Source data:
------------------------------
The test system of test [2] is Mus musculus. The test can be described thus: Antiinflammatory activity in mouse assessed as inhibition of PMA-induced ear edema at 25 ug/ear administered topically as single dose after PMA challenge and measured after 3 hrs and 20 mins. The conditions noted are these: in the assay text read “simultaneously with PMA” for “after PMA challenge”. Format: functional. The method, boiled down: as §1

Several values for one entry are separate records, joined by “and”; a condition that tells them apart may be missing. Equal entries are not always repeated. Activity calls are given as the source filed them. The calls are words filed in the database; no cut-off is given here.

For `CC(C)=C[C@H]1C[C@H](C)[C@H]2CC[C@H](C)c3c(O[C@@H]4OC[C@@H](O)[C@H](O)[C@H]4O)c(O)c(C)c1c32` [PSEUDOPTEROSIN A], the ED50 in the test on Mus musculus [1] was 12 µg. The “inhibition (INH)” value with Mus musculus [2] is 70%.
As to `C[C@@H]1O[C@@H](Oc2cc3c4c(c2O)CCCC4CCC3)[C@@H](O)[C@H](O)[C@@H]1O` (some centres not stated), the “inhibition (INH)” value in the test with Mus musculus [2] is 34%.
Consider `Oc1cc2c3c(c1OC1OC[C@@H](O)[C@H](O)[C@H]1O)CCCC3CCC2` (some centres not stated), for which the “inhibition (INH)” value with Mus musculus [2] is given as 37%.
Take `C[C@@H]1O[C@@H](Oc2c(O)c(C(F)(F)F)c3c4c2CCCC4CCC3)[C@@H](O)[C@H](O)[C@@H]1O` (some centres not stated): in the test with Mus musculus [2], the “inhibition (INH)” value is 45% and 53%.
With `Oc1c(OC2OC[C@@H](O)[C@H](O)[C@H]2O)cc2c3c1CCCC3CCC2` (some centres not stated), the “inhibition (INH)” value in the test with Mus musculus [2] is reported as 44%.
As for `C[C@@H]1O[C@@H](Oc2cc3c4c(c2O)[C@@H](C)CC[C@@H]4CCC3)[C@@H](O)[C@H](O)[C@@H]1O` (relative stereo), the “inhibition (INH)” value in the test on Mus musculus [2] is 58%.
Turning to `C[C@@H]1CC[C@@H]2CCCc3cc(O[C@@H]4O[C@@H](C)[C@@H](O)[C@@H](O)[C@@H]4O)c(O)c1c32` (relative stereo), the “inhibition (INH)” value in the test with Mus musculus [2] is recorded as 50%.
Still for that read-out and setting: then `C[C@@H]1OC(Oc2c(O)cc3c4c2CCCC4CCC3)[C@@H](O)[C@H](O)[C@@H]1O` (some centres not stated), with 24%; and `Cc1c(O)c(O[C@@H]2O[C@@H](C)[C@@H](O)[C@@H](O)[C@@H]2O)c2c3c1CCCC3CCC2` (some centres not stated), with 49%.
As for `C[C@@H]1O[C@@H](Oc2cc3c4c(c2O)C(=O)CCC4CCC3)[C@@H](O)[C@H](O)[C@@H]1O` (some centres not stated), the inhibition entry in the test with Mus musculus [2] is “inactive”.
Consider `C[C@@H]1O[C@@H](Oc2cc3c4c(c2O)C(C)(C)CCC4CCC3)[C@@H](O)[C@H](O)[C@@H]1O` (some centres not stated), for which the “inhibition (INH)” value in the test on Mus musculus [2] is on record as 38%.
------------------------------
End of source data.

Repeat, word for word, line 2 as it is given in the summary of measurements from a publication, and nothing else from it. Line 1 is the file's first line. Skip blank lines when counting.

Several values for one entry are separate records, joined by “and”; a condition that tells them apart may be missing. Equal entries are not always repeated. Activity calls are given as the source filed them. The calls are words filed in the database; no cut-off is given here.